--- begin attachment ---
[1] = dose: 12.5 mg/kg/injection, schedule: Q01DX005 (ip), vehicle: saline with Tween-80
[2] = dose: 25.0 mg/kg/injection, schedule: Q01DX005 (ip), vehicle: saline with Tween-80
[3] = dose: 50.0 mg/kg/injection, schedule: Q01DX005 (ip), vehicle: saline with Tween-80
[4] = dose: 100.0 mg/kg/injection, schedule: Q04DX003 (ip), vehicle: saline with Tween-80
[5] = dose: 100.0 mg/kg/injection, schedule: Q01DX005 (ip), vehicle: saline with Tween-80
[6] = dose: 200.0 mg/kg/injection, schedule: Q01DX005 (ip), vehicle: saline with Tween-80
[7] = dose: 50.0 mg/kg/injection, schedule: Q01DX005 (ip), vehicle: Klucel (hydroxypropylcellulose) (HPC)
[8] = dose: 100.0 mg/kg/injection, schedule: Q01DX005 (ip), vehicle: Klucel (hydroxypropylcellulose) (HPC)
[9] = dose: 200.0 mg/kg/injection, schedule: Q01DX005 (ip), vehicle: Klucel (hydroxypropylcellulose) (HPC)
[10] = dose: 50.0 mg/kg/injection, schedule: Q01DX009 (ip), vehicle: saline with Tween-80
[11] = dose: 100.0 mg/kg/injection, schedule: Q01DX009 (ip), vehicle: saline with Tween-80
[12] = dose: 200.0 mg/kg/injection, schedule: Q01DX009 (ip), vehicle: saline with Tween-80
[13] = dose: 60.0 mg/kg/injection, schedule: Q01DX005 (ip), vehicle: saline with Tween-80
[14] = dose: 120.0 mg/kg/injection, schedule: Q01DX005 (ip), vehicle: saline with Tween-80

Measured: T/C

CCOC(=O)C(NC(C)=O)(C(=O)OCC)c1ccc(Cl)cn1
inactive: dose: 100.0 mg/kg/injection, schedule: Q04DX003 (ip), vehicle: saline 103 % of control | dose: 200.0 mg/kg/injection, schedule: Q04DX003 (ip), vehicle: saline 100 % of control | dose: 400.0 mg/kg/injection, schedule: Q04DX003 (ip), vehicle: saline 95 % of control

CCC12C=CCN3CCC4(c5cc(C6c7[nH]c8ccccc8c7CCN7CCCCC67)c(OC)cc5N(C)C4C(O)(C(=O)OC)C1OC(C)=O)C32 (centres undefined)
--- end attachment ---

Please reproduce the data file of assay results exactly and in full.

[1] = dose: 12.5 mg/kg/injection, schedule: Q01DX005 (ip), vehicle: saline with Tween-80
[2] = dose: 25.0 mg/kg/injection, schedule: Q01DX005 (ip), vehicle: saline with Tween-80
[3] = dose: 50.0 mg/kg/injection, schedule: Q01DX005 (ip), vehicle: saline with Tween-80
[4] = dose: 100.0 mg/kg/injection, schedule: Q04DX003 (ip), vehicle: saline with Tween-80
[5] = dose: 100.0 mg/kg/injection, schedule: Q01DX005 (ip), vehicle: saline with Tween-80
[6] = dose: 200.0 mg/kg/injection, schedule: Q01DX005 (ip), vehicle: saline with Tween-80
[7] = dose: 50.0 mg/kg/injection, schedule: Q01DX005 (ip), vehicle: Klucel (hydroxypropylcellulose) (HPC)
[8] = dose: 100.0 mg/kg/injection, schedule: Q01DX005 (ip), vehicle: Klucel (hydroxypropylcellulose) (HPC)
[9] = dose: 200.0 mg/kg/injection, schedule: Q01DX005 (ip), vehicle: Klucel (hydroxypropylcellulose) (HPC)
[10] = dose: 50.0 mg/kg/injection, schedule: Q01DX009 (ip), vehicle: saline with Tween-80
[11] = dose: 100.0 mg/kg/injection, schedule: Q01DX009 (ip), vehicle: saline with Tween-80
[12] = dose: 200.0 mg/kg/injection, schedule: Q01DX009 (ip), vehicle: saline with Tween-80
[13] = dose: 60.0 mg/kg/injection, schedule: Q01DX005 (ip), vehicle: saline with Tween-80
[14] = dose: 120.0 mg/kg/injection, schedule: Q01DX005 (ip), vehicle: saline with Tween-80

Measured: T/C

CCOC(=O)C(NC(C)=O)(C(=O)OCC)c1ccc(Cl)cn1
inactive: dose: 100.0 mg/kg/injection, schedule: Q04DX003 (ip), vehicle: saline 103 % of control | dose: 200.0 mg/kg/injection, schedule: Q04DX003 (ip), vehicle: saline 100 % of control | dose: 400.0 mg/kg/injection, schedule: Q04DX003 (ip), vehicle: saline 95 % of control

CCC12C=CCN3CCC4(c5cc(C6c7[nH]c8ccccc8c7CCN7CCCCC67)c(OC)cc5N(C)C4C(O)(C(=O)OC)C1OC(C)=O)C32 (centres undefined)